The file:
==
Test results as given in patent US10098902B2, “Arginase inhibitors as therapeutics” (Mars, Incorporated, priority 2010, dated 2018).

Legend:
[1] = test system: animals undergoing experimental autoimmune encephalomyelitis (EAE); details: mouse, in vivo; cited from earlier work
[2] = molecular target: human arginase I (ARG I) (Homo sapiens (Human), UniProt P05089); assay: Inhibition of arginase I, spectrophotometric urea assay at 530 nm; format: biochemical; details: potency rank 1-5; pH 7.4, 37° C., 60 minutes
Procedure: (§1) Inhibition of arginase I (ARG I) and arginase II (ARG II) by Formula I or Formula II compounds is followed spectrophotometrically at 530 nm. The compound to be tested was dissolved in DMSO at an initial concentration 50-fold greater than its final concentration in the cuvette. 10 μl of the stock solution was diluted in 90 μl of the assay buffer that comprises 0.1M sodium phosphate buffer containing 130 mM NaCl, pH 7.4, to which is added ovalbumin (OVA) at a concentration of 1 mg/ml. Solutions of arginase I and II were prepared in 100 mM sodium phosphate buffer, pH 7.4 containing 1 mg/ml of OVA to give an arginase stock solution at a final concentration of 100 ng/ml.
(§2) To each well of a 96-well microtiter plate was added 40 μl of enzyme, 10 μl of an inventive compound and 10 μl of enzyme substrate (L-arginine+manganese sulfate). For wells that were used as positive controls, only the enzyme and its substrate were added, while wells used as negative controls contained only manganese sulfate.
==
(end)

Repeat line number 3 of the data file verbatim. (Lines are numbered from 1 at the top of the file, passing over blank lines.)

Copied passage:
[1] = test system: animals undergoing experimental autoimmune encephalomyelitis (EAE); details: mouse, in vivo; cited from earlier work